A new documentary produced by Mike Tyson not only chronicles his roller coaster ride to fame but also the stories of several other boxing legends who endured poverty growing up before achieving great success in the ring.
Tyson sat down with Willie Geist to talk about the new film, beginning with a tale about a trip to his old high school in Brooklyn where a group of teens saw footage of his old fights.
"One guy said, 'I think my grandfather told me about you,'" Tyson said. "Your grandfather?! It was very humbling."
More from Tyson:
- On the common thread of poverty among many boxing champions: "Most of the fighters, they can't read, write, (or) spell too well,'' Tyson said. "They normally get taken advantage of by really shrewd businesses in that particular field. There's no federal regulation for that to protect human beings. You're inexperienced, and you don't know anything about handling money in that fashion, and you put the trust in people who say they're your friend, or they say they're your loved one, and it doesn't work out the way that they planned for it to work out."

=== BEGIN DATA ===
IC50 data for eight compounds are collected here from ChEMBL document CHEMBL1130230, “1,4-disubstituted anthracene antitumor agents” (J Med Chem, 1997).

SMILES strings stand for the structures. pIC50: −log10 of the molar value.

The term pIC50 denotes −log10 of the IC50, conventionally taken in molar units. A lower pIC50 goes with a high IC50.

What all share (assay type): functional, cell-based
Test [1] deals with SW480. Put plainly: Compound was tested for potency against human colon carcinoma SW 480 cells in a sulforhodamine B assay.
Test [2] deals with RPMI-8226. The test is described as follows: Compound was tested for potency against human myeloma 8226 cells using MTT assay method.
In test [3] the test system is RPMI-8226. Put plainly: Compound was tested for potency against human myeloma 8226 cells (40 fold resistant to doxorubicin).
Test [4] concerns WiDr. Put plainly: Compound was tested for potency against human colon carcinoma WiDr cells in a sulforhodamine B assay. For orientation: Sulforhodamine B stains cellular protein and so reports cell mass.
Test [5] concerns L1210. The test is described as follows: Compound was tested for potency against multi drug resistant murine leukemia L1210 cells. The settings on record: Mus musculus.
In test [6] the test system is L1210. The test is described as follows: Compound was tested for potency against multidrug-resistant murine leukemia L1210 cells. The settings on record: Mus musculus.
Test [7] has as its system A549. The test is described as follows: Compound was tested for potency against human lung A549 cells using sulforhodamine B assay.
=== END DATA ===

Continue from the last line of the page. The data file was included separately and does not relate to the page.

- On his advice for a 20-year-old Tyson: "Well, 20-year-old Mike Tyson wouldn't listen at the time,'' he said. "I'm the guy that has to feel the flame, know that the fire is hot. And most people don't survive that. I'm just very lucky."
- On his power of intimidation during his time as champion: "To be honest, it's amazing. It's almost like it puts you in a state of God status."
- On the lessons from his stunning loss to Buster Douglas 25 years ago: "I learned from my mentor, Cus D'Amato, this is where I never take it personal,'' he said. "You have to look at defeat as the bad day at the office. Because in all actuality, when you think about it from a professional perspective, defeat is a form of winning, if you acknowledge the lesson of defeat. It's always a form of winning."
This article was originally published Mar. 13, 2015 at 9:13 a.m. ET.